Happy Hour: Not Much Has Changed

Earlier this week, I found a video on Youtube of Peter Lynch speaking at the National Press Club back in 1994. It’s embedded below. If you’ve read Lynch before, you’ll recognize a lot of what he says.

He covers the basic ideas around how he invests: know what you own, invest in what you understand, focus on facts, study market history, take advantage of volatility in markets, and use your edge.

Here are a few of his more entertaining and useful quotes from the event: Continue Reading…

Tax Harvesting: How Investing Lowers Taxes

Tax HarvestingThere are only a few ways to get out of paying taxes. Tax evasion is the wrong way to do it. Tax avoidance is the other, legal way around it. My point is, taxes are a cost you can manage and tax harvesting is a piece of a tax efficient investment plan.

Most of us have fairly consistent income. It’s usually investment income that changes from year to year. The tax code is set up in a way that investment income is taxed at different rates. When you invest through a taxable account you have to plan for income tax on interest earned, along with capital gains tax, and dividend tax.

The tax code lets you use or harvest investment losses to offset capital gains. And a forward thinking investor might sell a gain today to avoid higher taxes in the future. Continue Reading…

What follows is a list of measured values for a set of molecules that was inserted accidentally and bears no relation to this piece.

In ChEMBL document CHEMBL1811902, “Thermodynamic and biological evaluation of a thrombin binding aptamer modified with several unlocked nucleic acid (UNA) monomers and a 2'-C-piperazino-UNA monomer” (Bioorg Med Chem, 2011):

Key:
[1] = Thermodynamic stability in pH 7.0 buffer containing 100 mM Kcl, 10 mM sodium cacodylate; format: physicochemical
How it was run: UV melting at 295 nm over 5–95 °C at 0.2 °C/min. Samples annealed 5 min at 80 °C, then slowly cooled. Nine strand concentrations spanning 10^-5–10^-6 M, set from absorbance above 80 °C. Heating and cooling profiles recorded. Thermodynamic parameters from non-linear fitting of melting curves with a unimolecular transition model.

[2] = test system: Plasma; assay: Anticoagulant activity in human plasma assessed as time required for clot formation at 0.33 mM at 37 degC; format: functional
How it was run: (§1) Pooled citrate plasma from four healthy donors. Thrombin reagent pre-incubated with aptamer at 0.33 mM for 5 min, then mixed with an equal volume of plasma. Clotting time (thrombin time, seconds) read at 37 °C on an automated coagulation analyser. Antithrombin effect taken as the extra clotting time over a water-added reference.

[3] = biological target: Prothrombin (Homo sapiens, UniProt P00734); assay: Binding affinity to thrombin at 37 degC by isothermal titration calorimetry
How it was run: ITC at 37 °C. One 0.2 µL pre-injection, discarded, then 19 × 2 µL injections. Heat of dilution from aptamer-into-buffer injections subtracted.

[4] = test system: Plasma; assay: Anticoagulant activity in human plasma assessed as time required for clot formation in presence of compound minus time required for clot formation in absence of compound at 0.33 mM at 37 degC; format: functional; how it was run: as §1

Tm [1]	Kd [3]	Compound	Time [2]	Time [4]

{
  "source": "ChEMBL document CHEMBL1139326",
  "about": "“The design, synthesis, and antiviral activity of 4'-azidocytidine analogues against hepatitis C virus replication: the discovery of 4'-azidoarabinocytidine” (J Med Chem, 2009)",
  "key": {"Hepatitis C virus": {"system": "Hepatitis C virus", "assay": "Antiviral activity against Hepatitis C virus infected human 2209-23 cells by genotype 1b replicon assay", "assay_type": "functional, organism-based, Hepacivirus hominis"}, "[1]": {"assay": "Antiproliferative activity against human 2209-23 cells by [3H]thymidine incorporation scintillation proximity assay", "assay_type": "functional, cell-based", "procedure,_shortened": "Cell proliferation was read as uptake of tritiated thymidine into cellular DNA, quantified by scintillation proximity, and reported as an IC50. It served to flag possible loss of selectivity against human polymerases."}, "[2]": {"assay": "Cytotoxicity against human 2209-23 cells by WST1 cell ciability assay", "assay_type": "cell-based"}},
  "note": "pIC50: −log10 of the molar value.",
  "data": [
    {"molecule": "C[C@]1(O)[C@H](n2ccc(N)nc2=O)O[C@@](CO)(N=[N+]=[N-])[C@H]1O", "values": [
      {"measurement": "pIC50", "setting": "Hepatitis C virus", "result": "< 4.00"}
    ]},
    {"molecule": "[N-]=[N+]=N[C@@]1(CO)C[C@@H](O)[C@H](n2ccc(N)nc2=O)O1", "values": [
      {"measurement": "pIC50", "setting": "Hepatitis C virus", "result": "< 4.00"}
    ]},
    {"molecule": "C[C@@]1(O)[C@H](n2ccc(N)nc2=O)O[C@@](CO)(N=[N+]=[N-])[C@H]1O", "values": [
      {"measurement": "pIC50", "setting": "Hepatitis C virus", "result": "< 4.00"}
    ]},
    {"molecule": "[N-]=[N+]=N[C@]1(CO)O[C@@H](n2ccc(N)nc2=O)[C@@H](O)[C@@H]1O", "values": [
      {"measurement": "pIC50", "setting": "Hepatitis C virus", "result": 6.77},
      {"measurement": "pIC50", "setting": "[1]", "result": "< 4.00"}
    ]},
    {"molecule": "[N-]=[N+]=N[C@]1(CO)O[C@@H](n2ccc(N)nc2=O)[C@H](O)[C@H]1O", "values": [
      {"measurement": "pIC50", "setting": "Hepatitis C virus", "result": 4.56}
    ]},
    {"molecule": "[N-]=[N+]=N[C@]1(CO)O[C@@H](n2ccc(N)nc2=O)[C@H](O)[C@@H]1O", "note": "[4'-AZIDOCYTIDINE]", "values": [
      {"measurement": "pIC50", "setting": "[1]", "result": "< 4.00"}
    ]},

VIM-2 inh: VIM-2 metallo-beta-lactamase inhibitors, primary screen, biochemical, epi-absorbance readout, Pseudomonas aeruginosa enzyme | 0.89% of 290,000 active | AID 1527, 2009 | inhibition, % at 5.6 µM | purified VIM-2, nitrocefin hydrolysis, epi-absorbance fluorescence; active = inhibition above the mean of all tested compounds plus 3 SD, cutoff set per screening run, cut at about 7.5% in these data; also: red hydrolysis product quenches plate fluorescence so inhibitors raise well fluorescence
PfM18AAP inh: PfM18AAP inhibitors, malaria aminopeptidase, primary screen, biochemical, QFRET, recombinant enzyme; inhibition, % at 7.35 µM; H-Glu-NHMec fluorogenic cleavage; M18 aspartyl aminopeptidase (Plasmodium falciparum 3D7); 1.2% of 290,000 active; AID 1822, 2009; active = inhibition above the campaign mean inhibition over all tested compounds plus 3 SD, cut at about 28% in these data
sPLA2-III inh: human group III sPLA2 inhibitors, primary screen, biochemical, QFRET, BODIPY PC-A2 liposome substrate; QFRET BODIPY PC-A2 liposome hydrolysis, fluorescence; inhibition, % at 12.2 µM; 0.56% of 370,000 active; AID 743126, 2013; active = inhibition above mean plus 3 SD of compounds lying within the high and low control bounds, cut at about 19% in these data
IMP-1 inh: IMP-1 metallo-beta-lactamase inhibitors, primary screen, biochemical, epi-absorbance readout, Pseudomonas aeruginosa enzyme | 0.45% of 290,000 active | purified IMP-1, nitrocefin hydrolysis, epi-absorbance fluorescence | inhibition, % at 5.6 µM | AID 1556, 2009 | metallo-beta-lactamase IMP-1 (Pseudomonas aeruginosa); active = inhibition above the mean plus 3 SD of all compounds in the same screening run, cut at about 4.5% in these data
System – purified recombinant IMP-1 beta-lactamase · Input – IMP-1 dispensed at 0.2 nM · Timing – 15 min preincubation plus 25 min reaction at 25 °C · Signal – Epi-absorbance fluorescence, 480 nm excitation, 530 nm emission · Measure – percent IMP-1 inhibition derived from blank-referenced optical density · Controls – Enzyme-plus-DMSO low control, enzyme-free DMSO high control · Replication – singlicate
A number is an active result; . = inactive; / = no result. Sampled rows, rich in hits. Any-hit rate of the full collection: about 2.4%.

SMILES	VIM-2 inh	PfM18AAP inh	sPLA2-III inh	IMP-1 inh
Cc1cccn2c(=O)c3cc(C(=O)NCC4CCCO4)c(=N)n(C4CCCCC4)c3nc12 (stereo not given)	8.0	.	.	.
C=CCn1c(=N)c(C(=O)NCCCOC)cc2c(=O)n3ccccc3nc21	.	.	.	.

Happy Hour: Using The Strong Dollar

A strong US dollar has been terrible for the returns of international funds. If you’re thinking of giving up on those funds, now is probably a bad time to do so.

Like markets, currency exchange rates rise and fall over time. Right now, the US dollar is rising. At some point in the future the dollar will peak versus other currencies, and eventually fall. Anyone who sells now, will kick themselves for missing out. Why? It’s no different than selling after the stock market falls. Selling at the bottom rarely turns out well. Continue Reading…

Why You Should Own Stocks And Bonds

Stock Market LossNo other asset class lives up to the long term returns of stocks. Despite that fact, most investors don’t stick it out long enough during the periods when stocks perform poorly and the big losing years tend to drive investors insane.

Of course, accepting that losses are inevitable helps to deal with the year to year results many investors obsess over. There are ways to invest, using different assets, that help make those stock losses more bearable. By combining two assets like stocks and bonds, you get a smoother ride over time because stocks and bonds don’t always move together.

Your allocation doesn’t need to be complex either. One of the most often cited allocations is a 60/40 Portfolio. It’s made up of 60% stocks and 40% bonds. How you choose to build each portion is up for debate. Continue Reading…

Happy Hour: Cash Wars

petty fight broke out this week between Charles Schwab, Wealthfront, and Betterment over whose cash was better. The issue came about when Schwab opened its own free robo-advisor platform of automated portfolios with a small cash allocation. I guess Wealthfront and Betterment figured the best way to combat this is to make “free” look like a bad thing.

It was only a matter of time before the bigger brokerages offered a competing service. What’s funny is all three services basically have cash allocations to some degree. Hell, every brokerage account does. Continue Reading…